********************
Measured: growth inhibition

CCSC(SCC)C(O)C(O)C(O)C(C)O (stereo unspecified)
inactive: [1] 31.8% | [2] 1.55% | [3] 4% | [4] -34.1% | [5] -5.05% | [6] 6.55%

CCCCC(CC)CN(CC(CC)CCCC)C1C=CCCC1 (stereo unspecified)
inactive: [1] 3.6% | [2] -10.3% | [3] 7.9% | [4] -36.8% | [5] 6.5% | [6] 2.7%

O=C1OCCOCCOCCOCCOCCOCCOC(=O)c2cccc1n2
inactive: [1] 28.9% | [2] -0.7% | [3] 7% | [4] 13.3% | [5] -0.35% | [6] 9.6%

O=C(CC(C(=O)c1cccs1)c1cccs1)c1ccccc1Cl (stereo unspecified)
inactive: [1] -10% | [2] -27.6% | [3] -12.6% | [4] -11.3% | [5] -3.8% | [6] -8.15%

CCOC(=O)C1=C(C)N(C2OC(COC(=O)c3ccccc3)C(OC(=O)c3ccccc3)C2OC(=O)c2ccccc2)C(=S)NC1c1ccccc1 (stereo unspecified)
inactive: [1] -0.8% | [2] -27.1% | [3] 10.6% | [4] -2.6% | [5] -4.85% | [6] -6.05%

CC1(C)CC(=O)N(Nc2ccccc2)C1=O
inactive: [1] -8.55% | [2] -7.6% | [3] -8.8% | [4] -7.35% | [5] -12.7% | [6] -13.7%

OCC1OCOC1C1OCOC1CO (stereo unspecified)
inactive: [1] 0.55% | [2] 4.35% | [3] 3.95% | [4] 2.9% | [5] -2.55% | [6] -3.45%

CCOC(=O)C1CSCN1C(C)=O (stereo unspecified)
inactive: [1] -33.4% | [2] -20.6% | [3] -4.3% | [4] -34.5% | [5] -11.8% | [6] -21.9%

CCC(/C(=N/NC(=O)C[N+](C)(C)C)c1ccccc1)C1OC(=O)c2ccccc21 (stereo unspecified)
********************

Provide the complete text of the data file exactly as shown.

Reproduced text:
Measured: growth inhibition

CCSC(SCC)C(O)C(O)C(O)C(C)O (stereo unspecified)
inactive: [1] 31.8% | [2] 1.55% | [3] 4% | [4] -34.1% | [5] -5.05% | [6] 6.55%

CCCCC(CC)CN(CC(CC)CCCC)C1C=CCCC1 (stereo unspecified)
inactive: [1] 3.6% | [2] -10.3% | [3] 7.9% | [4] -36.8% | [5] 6.5% | [6] 2.7%

O=C1OCCOCCOCCOCCOCCOCCOC(=O)c2cccc1n2
inactive: [1] 28.9% | [2] -0.7% | [3] 7% | [4] 13.3% | [5] -0.35% | [6] 9.6%

O=C(CC(C(=O)c1cccs1)c1cccs1)c1ccccc1Cl (stereo unspecified)
inactive: [1] -10% | [2] -27.6% | [3] -12.6% | [4] -11.3% | [5] -3.8% | [6] -8.15%

CCOC(=O)C1=C(C)N(C2OC(COC(=O)c3ccccc3)C(OC(=O)c3ccccc3)C2OC(=O)c2ccccc2)C(=S)NC1c1ccccc1 (stereo unspecified)
inactive: [1] -0.8% | [2] -27.1% | [3] 10.6% | [4] -2.6% | [5] -4.85% | [6] -6.05%

CC1(C)CC(=O)N(Nc2ccccc2)C1=O
inactive: [1] -8.55% | [2] -7.6% | [3] -8.8% | [4] -7.35% | [5] -12.7% | [6] -13.7%

OCC1OCOC1C1OCOC1CO (stereo unspecified)
inactive: [1] 0.55% | [2] 4.35% | [3] 3.95% | [4] 2.9% | [5] -2.55% | [6] -3.45%

CCOC(=O)C1CSCN1C(C)=O (stereo unspecified)
inactive: [1] -33.4% | [2] -20.6% | [3] -4.3% | [4] -34.5% | [5] -11.8% | [6] -21.9%

CCC(/C(=N/NC(=O)C[N+](C)(C)C)c1ccccc1)C1OC(=O)c2ccccc21 (stereo unspecified)